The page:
Maui's winter film festival sparkles with gems
By Wayne Harada
Advertiser Entertainment Writer
By Wayne Harada
FirstLight, Maui's jewel of a film festival, lights up like a Christmas tree Wednesday, with 57 films to be shown over 17 days excluding Christmas Eve and Day.
"We show the best films, the best time of the year, at the best place," said Barry Rivers, founder-director of the winterfest that's decked out with a cluster of award-winning films from festivals earlier in the year. And, yes, there will be likely front-runners in next year's Academy Awards, when Mauians, some die-hards from the Neighbor Islands and a contingent of Hollywood types gather to watch movies in what Rivers says is the best venue Castle Theatre at the Maui Arts & Cultural Center.
"It's got the biggest screen of any theater in Hawai'i 41 by 27 feet and terrific (Dolby) sound," he said.
Now in its ninth year, FirstLight has star power, too, but the names are deliberately kept beneath the radar. Asked if there were mentionables actors, directors, any notables who might provide buzz in the house, Rivers said: "The people asked that (their presence) be kept quiet."
Rivers was speaking from Kahului airport last Friday, bound for a flight to Las Vegas, where he was to speak at the International Film Festival Summit at Lake Las Vegas last weekend. Like an eager-beaver Santa, his shopping for films was done; and surprisingly, he got everything on his festival wish list.
"We were able to get the Bob Dylan film, 'I'm Not There' (featuring six actors, including Richard Gere, Christian Bale and Cate Blanchett, portraying the musician at different times of his life); and 'Grace Is Gone,' the John Cusack film (about a man whose wife is serving in Iraq while he faces the challenges of raising two young daughters alone, with a tragic twist)."
By his count, FirstLight boasts 28 Hawai'i premieres.
The festival also collates some popular and worthy previously released films, and also sheds light on some neglected films.
"FirstLight has changed in the last four or five years," he said. "The way films are released also has changed. You can release stuff in February ... and still win the Oscars. So now, the best releases are spread throughout the year, not just a year's end, in the fall or winter. 'Crash' was a good example a film that was out that we brought back, and it won (the Oscar for best picture)."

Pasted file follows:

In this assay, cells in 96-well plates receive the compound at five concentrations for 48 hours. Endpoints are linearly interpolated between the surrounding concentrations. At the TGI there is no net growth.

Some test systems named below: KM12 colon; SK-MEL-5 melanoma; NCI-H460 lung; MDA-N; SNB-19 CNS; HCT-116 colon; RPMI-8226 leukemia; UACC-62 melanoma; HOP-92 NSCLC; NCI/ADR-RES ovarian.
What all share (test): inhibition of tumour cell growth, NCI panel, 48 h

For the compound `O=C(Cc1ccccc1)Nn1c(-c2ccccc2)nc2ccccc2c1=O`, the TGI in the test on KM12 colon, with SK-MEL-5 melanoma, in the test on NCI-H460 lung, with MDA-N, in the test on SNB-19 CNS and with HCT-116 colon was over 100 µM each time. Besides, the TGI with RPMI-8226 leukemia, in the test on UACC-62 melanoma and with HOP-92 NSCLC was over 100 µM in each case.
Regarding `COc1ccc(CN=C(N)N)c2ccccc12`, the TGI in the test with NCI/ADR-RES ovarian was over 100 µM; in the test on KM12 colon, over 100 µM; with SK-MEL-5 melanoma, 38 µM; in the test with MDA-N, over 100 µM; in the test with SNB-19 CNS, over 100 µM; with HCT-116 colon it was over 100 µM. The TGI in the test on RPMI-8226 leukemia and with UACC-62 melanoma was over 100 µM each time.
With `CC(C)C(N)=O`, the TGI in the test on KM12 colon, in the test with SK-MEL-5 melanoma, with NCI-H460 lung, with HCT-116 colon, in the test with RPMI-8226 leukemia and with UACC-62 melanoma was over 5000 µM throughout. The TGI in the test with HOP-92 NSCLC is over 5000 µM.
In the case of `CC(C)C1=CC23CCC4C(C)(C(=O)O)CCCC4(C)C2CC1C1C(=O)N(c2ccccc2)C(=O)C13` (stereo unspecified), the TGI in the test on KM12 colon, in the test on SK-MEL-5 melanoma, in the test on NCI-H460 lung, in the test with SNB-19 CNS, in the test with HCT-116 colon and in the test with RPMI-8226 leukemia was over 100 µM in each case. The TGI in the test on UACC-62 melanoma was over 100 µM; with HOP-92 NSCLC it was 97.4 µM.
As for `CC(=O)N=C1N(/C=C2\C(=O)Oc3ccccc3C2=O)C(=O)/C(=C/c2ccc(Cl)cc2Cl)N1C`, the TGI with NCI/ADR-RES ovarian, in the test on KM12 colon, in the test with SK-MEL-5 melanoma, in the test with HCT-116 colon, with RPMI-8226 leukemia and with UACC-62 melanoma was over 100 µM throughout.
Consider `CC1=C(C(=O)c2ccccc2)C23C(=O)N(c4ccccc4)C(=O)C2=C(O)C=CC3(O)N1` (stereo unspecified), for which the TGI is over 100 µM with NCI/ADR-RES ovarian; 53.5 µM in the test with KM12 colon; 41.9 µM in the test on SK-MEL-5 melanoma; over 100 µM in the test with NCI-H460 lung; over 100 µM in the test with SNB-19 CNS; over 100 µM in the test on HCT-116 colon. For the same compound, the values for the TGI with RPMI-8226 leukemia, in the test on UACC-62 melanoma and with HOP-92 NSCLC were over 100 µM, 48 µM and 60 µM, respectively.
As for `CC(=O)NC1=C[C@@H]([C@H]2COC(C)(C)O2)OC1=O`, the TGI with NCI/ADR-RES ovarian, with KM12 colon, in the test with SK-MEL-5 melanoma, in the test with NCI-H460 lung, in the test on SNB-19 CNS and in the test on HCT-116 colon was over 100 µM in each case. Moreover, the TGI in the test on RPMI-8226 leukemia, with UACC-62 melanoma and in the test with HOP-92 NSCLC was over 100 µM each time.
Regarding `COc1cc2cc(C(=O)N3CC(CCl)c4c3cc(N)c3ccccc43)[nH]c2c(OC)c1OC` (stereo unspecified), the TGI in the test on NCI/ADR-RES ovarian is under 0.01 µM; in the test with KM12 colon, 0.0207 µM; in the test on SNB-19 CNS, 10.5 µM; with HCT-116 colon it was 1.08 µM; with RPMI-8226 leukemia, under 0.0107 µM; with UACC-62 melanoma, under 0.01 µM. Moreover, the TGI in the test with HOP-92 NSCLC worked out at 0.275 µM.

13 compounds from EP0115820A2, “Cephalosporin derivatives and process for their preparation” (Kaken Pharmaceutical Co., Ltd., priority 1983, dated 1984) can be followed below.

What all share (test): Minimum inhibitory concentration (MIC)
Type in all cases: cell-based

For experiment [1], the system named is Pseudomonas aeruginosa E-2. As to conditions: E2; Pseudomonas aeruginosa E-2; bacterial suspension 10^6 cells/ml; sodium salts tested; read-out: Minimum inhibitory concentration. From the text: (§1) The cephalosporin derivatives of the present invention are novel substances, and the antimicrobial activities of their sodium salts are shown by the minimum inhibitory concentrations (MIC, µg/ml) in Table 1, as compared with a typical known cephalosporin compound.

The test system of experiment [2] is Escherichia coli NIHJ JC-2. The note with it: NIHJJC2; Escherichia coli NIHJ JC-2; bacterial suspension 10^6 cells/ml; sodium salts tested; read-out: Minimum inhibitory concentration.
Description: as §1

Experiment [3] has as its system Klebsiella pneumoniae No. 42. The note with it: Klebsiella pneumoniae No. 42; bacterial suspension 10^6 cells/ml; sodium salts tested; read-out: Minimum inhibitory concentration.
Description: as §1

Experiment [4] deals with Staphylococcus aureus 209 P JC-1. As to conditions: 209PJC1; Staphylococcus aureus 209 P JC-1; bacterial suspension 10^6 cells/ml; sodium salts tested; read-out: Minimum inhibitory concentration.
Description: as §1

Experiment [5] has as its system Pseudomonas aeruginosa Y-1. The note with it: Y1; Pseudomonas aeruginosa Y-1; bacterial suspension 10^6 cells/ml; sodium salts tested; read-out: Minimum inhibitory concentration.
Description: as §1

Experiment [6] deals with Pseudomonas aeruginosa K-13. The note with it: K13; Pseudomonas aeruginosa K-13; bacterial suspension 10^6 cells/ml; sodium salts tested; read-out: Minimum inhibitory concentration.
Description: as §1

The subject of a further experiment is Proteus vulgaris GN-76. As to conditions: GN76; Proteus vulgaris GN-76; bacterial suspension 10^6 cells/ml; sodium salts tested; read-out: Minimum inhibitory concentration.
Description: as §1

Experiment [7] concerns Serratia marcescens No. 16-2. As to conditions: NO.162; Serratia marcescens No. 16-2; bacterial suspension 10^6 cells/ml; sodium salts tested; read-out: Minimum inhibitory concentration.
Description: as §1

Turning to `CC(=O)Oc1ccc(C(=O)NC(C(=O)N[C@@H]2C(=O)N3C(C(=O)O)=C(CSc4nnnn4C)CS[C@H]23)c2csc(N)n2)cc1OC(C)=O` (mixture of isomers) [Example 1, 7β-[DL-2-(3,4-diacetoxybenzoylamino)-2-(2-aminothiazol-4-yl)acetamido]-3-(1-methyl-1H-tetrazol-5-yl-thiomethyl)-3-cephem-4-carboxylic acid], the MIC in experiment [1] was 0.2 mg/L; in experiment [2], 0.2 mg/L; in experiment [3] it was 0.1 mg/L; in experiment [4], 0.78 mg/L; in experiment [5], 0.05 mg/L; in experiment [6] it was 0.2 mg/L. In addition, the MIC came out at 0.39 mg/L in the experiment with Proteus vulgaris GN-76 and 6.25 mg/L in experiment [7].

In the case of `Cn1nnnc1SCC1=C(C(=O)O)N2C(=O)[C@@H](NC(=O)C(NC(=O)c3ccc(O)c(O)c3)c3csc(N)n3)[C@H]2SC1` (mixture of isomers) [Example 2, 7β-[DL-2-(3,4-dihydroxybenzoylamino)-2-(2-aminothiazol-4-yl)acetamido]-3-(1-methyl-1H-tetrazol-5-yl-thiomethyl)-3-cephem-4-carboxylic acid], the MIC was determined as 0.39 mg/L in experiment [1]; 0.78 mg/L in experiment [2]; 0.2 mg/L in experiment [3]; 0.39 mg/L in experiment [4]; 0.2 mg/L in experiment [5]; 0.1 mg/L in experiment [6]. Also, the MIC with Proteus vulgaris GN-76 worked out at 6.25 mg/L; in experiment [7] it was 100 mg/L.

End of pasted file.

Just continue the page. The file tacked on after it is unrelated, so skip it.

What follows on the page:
Rivers said the festival name, FirstLight, refers to "light passing through film the first time." Now, there's a second chance to see older and new films at year's end.
Along with the array of movies, FirstLight also is a spectacular party, Rivers said, with live music, dinner, dessert and complimentary massages at the Candlelight Cafe, from 5 p.m. before the 7:30 p.m. screenings. Stella Rivers, wife of Barry, is behind the party experience.
"We're ready to rock," Rivers said of the festival launch. He returns to Maui Monday, after a Florida detour to belatedly wish his mom a happy birthday, but in plenty of time for Wednesday's kickoff.
THERES BUZZ ON JUNO, A DRAMEDY
Barry Rivers, founder-director of the Maui Film Festival and its winter sister festival, FirstLight, said his crystal ball can't easily pick out the best flick of the picks.
However, he said that "Juno," a dramedy that's a comedy with dramatic elements should create big buzz and even could have Oscar possibilities.
" 'Juno' is going a long way; it's smart, wonderful, funny and thoughtful, and it hits the hot-button issues" about a real-life predicament: pregnancy among unwed teens.
Straight from a rare standing ovation at the Toronto Film Festival, "Juno" was directed by Jason Reitman ("Thank You for Smoking") and features Ellen Page, Michael Cera, Jennifer Garner, Jason Bateman, J.K. Simmons and Allison Janney in the tale of a teenager who embarks on a search for the "perfect" parents for her unborn child.
Reach Wayne Harada at firstname.lastname@example.org.